If Joe Biden is the next president of the United States, Democrats will owe a debt of gratitude to their primary electorate, especially in South Carolina.
That’s where Democrats began to collectively pull back from nominating a septuagenarian socialist for president, choosing a more conventional Beltway septuagenarian instead. If the party had continued to follow Bernie Sanders into the abyss, it would have been much easier for President Donald Trump to frame this election as a binary choice between two competing visions—one of them radical—rather than a referendum on his own administration.
This was always the conventional wisdom. The Democratic establishment came of age either losing to Ronald Reagan in the 1980s or winning with Bill Clinton in the 1990s, so they instinctively feared a Bernie Sanders nomination. Never Trumpers could not bring themselves to publicly support an overt socialist, so they begged Democrats not to run one in the general election. Republicans licked their chops at the prospect of running against the Vermont senator the president dubbed “Crazy Bernie.”
But it took coronavirus to make the conventional wisdom fully true. For as many risks as a Sanders nomination entailed, running yet another aging establishment Democrat who generated no enthusiasm from the base and whose best days as a campaigner were long behind them was no safe bet. The playbook that Trump used against Hillary Clinton applied with greater ease to Biden, even if the former vice president was much better liked.
If the Democrats were going to beat an incumbent running on peace (or at least as close as we get to peace in an era of forever wars) and prosperity, someone who could out-populist Trump in their critique of the system might have been the better bet. Sanders could turn Trump into a cookie-cutter Republican — that is, the kind that lost Pennsylvania, Michigan and Wisconsin for going on thirty years — while rallying progressives and cutting into the president’s white working-class margins simultaneously. Yes, even under this scenario the possibility of a down-ballot blowout for Democrats was higher. But as the president would say, “What the hell do you have to lose?”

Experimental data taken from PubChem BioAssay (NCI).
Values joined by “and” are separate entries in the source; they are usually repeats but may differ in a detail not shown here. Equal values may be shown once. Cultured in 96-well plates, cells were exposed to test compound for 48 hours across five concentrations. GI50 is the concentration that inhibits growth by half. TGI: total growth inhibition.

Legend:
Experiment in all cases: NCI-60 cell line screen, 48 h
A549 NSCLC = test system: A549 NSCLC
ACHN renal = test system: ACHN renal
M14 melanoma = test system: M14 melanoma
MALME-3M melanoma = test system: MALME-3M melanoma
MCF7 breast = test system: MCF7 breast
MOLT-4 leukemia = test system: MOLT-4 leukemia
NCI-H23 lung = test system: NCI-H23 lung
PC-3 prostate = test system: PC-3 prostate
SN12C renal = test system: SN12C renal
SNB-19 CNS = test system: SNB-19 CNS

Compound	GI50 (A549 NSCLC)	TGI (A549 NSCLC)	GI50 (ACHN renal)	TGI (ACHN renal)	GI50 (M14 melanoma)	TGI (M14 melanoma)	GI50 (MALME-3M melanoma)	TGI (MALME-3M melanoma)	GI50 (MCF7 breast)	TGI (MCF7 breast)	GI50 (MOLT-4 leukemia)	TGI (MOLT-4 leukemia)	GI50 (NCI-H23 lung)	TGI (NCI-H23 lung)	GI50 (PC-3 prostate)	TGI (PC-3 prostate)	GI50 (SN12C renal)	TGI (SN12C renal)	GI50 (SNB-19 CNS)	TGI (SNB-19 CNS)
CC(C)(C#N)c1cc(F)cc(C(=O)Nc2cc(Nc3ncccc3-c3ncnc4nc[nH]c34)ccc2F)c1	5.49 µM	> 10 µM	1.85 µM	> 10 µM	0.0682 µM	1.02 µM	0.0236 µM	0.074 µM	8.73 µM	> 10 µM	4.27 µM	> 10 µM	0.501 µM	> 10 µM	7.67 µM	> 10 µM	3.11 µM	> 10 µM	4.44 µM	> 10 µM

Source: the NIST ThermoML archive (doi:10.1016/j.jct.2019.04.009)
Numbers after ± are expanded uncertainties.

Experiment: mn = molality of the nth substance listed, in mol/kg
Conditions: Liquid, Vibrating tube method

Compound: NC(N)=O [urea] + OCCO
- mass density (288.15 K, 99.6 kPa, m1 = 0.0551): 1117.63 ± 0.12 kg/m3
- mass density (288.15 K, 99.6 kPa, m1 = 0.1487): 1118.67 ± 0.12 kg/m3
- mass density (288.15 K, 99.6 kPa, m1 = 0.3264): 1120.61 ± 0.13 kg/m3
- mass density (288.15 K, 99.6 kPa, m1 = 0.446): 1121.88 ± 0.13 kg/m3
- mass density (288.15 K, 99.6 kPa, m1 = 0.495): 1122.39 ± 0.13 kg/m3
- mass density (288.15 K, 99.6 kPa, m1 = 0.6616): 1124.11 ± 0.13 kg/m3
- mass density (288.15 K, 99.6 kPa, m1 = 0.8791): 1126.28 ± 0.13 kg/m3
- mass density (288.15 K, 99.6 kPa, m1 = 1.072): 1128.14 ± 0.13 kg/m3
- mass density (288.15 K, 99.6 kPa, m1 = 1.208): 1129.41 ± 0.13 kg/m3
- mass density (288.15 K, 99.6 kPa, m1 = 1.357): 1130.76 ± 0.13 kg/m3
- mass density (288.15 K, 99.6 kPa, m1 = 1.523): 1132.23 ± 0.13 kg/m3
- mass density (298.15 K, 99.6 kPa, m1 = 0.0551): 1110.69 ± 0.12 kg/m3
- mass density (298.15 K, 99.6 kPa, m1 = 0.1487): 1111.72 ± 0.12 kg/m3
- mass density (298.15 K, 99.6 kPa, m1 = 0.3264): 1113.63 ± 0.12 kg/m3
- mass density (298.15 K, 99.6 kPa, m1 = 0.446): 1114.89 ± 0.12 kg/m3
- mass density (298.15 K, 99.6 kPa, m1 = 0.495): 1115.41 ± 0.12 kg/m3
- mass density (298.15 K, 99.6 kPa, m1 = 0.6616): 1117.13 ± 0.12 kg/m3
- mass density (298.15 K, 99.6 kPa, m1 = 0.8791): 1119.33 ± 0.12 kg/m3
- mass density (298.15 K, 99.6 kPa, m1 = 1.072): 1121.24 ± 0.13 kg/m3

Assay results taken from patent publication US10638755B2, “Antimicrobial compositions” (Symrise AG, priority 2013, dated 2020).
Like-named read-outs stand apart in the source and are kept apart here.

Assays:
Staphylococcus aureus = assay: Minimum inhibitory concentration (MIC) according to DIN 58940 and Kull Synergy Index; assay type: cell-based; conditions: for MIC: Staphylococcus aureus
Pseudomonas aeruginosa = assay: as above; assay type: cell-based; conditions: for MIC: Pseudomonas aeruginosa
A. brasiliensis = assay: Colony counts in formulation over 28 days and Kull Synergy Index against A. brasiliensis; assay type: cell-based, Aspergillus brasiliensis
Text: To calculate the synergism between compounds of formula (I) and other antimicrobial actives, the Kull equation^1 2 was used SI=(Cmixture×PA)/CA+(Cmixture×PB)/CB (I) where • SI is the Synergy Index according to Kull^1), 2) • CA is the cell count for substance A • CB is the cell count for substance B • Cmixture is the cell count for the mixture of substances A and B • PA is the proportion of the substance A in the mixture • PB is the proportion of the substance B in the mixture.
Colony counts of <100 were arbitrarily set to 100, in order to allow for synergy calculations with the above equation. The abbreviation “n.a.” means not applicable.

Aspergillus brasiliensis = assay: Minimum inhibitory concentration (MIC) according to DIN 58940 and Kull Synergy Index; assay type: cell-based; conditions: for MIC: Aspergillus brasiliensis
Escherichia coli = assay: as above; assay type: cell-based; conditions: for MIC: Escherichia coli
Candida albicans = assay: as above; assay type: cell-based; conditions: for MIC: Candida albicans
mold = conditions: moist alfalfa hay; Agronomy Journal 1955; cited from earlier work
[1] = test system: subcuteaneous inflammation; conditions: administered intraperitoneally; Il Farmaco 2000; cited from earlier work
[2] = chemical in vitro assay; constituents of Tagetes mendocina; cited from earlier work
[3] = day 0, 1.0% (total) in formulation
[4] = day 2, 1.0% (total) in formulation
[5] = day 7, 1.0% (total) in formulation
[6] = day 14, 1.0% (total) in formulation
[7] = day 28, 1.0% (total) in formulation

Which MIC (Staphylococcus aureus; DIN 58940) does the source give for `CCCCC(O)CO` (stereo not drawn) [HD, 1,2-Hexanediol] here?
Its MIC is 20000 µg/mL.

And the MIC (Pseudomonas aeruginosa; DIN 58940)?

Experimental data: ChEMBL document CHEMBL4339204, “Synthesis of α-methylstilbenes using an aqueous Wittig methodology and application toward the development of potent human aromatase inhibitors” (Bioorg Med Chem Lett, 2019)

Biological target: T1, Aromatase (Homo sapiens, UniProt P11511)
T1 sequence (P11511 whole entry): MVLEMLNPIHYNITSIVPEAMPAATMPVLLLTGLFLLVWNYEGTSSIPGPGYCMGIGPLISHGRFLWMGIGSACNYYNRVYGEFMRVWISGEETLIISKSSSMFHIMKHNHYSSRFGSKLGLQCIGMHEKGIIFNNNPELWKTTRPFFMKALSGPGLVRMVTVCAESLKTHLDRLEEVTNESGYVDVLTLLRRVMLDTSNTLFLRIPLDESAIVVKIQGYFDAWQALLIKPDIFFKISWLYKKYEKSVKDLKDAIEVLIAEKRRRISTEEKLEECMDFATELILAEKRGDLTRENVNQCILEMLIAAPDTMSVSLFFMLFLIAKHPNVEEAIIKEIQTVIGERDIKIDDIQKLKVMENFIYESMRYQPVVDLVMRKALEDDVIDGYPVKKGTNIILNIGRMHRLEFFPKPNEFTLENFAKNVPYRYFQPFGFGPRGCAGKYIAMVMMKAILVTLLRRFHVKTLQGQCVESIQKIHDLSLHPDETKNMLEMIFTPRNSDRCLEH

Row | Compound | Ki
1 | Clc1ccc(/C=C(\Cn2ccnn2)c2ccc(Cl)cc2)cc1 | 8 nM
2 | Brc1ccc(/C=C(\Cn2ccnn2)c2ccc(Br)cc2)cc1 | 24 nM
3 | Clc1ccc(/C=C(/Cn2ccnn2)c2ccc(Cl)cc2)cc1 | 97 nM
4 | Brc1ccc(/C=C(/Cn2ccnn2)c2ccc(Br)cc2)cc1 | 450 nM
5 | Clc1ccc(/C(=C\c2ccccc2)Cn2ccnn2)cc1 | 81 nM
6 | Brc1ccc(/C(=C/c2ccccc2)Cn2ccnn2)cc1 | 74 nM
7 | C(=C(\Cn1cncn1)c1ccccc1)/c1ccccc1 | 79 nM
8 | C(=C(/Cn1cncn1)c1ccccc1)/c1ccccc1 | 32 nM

The pandemic changed all this. Gone went the economic boom that was always Trump’s strongest case for reelection (most polls show him retaining at least a slim advantage on the economy even now). In its place was a Democratic Party newly desperate to do whatever it took to win. The party’s centrists always felt this way, of course. But the coronavirus convinced progressives to get with the program.
From that point on, everything that happened over the course of the summer seemed to strengthen the case for normalcy, however loosely defined. After a March rally around his presidential leadership, Trump’s coronavirus briefings degenerated into the absurd. The killing of George Floyd in Minneapolis police custody and ensuing racial justice protests had Americans seeking unity. Trump is constitutionally incapable of meeting that need.
None of this is to say that Biden is a candidate without flaws. A gaffe-prone windbag at even the height of his powers, there are reasons to doubt he is fully up to the rigors of the presidency. He certainly seems ill equipped to contain the leftward lurch of the Democratic Party that even a plurality of its own voters rejected. “I think he has been wrong on nearly every major foreign policy and national security issue over the past four decades,” former Defense Secretary Robert Gates, who is no ideologue, has said of Biden.
But the campaign has unfolded in such a way as to make Biden at best a minor participant. Trump’s flaws, not Biden’s, have taken center stage and Republicans have been unable to do much to alter this dynamic. The debates could potentially be a turning point, of course, but Biden may only have to beat the expectations game, in which case a minimally competent showing will be a resounding victory.
External events still give Trump a chance. Progress on a vaccine is possible, despite the Democrats’ best efforts to turn one into hydroxychloride redux. Time is running out for an economic recovery to solidify, but it is still possible that reopening will look better by the end of October than it did to many in July. The racial justice protests have periodically erupted into lawlessness and violence, a risk Democrats have belatedly sought to address.
Yet barring polling malpractice worse than 2016’s, Biden remains the favorite less than two months out, thanks in part to the radicals in his party suddenly becoming risk-averse.
W. James Antle III is politics editor of the Washington Examiner.